• The flow of migrants to the EU has been dramatically increased by the humanitarian crisis in Syria, the political developments in the Middle East and North Africa, as well as continuing conflict in Africa and Afghanistan. The sub-Saharan countries are particularly affected by these developments. The on-going economic crisis makes the fate of these countries even more problematic.
• The Churches support the Greek Presidency in promoting greater solidarity between the EU Member States in receiving migrants and asylum seekers. The Church delegation, fully aware of the difficulties in the point-of-entry countries, pleaded for a more humane treatment of arriving migrants and asylum seekers: their human dignity and their internationally acknowledged rights had to be safeguarded at all costs.
• Deserving particular attention is the fight against organised human trafficking in all its guises – prostitution, forced labour, organ trafficking. The COMECE representative referred back to the last Plenary of the Bishops where a scheme of practical co-operation between police and Church organisations in rescuing victims of trafficking and facilitating their rehabilitation.
• The situation in countries of origin and countries of transit was also highlighted. A plea was made that people be helped to stay in their home countries. The meeting between the EU and heads of government from Africa, scheduled for April 2014, offered an opportunity to work on concrete solutions. It must be remembered that frequently the Churches are partners on the ground in the development programmes of EU states.
At the conclusion of the meeting, Minister Kourkoulas indicated that the Greek Presidency was more than happy to attend and participate in two up-coming conferences being organised by the Churches, that on the “Work-free Sunday” (21 January 2014) and that on “Youth Unemployment” (April 2014).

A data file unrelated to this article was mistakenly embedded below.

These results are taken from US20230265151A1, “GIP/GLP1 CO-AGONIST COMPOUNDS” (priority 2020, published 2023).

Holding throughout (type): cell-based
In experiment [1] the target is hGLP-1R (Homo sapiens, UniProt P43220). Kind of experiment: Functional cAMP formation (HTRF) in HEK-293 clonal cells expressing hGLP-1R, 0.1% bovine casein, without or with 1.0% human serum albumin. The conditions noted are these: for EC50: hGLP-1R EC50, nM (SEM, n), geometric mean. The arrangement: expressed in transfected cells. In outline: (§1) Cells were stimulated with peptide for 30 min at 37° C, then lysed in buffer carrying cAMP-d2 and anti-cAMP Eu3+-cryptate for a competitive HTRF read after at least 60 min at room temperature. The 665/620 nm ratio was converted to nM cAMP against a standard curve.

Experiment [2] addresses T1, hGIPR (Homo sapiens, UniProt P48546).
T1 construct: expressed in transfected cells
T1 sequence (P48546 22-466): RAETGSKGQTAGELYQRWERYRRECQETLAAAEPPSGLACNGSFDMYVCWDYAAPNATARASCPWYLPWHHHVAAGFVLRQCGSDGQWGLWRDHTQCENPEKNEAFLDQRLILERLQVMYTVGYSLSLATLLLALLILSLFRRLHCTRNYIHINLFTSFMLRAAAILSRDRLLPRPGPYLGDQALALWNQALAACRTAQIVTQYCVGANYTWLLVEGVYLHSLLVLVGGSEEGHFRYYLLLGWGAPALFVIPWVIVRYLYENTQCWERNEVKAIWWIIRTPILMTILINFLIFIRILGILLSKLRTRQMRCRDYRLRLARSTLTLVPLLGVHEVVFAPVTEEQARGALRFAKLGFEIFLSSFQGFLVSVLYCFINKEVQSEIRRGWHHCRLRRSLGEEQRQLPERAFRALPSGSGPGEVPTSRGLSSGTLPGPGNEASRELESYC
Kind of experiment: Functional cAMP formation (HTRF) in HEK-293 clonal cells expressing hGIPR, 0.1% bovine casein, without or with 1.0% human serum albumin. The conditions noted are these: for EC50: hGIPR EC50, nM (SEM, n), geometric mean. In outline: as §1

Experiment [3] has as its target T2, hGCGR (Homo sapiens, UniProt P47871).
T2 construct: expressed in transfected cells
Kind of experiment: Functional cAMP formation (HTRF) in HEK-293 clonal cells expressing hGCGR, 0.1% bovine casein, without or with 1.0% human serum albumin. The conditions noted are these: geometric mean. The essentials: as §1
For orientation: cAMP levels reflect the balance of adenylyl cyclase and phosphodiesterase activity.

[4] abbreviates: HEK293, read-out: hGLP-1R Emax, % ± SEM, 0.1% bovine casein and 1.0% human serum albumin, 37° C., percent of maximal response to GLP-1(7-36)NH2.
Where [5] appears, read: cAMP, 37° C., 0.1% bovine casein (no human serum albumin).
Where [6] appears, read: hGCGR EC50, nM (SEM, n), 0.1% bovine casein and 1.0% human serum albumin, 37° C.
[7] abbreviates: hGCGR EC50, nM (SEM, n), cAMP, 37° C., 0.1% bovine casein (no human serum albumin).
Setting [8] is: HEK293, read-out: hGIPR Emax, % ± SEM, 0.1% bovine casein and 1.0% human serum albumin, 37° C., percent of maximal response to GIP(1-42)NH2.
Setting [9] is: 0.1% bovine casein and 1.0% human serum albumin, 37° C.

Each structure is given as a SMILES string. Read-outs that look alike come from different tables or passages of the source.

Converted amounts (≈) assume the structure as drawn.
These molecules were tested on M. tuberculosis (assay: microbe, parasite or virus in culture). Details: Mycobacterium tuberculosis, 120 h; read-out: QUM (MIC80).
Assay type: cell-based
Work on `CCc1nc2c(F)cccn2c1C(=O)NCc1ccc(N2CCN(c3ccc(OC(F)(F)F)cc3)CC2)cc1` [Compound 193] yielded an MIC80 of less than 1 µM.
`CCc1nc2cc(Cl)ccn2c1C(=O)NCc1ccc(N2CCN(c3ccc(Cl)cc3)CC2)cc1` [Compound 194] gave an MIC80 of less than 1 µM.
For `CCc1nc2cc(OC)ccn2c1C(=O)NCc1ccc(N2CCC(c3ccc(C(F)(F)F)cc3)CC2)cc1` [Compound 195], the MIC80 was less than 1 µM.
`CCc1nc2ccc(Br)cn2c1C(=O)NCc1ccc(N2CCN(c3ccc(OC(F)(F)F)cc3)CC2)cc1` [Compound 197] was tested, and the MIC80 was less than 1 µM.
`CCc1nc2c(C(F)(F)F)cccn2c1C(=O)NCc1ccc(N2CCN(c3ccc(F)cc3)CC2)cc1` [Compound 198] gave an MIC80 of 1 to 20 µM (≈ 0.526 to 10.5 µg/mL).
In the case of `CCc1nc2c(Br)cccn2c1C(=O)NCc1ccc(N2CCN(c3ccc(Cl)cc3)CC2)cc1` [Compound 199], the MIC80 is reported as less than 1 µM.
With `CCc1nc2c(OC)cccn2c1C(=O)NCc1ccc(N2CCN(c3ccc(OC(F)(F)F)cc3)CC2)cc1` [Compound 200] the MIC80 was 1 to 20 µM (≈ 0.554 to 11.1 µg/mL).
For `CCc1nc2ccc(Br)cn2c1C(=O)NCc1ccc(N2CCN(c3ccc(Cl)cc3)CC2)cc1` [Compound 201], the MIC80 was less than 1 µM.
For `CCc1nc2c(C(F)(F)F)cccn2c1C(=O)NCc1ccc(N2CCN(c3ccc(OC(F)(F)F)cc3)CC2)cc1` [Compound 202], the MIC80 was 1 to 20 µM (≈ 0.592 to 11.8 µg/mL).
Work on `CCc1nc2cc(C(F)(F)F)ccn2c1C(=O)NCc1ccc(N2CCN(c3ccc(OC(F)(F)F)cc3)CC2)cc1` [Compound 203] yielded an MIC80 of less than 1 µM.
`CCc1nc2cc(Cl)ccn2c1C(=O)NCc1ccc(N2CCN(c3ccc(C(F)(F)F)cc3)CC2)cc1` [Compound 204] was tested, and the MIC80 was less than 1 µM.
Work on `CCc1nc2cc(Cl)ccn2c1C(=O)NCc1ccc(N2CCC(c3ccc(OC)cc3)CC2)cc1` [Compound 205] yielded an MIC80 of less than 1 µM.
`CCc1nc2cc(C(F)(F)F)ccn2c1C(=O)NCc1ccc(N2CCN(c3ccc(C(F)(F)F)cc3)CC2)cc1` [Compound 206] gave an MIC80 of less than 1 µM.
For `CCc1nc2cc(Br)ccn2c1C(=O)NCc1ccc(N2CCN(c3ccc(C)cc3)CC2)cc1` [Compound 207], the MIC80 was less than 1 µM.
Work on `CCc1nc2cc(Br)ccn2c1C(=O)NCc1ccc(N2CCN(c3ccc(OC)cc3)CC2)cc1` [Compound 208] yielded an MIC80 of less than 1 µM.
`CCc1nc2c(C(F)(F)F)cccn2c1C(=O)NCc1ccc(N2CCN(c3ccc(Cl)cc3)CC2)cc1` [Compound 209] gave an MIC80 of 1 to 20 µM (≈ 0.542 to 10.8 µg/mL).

Before the meeting at the Greek Foreign Ministry, the Church delegation paid a courtesy visit to His Eminence Metropolitan Ieronymos II, Archbishop of Athens and Primate of the Orthodox Church of Greece, so as to be briefed on the current situation in Greece and on the initiatives undertaken by the Church to meets the needs which result from the continuing economic crisis.
The Delegation was made up of:
• His Eminence Metropolitan Emmanuel of France from the Patriarchate of
Constantinople, Vice-President of CEC;
• His Excellency Mgr. Nikolaos Foskolos, Archbishop of Athens (Catholic);
• The Reverend Dimitri Boukis, Reformed Church of Greece;
• Archimanderite Ignatios Sotriadis, Secretary of the Commission of inter-
Orthodox and inter-Church Dialogue of the Orthodox Church of Greece;
• The Reverend Guy Liagre, General Secretary of the Conference of European
• Reverend Frank-Dieter Fischbach, Executive Secretary of the Church & Society
Commission of CEC;
• Father Patrick H. Daly, General Secretary of COMECE;
• Michael Kuhn, Assistant General Secretary of COMECE.
The Conference of European Churches (CEC) is a communion of 115 Orthodox, Protestant, Anglican and Old Catholic Churches from all European countries, and 40 organisations in partnership. It was founded in 1959 and the CEC has offices in Geneva, Brussels and Strasbourg.
For more information:
CEC General Secretariat
Phone +41 22 791 62 28
Fax +41 22 791 62 27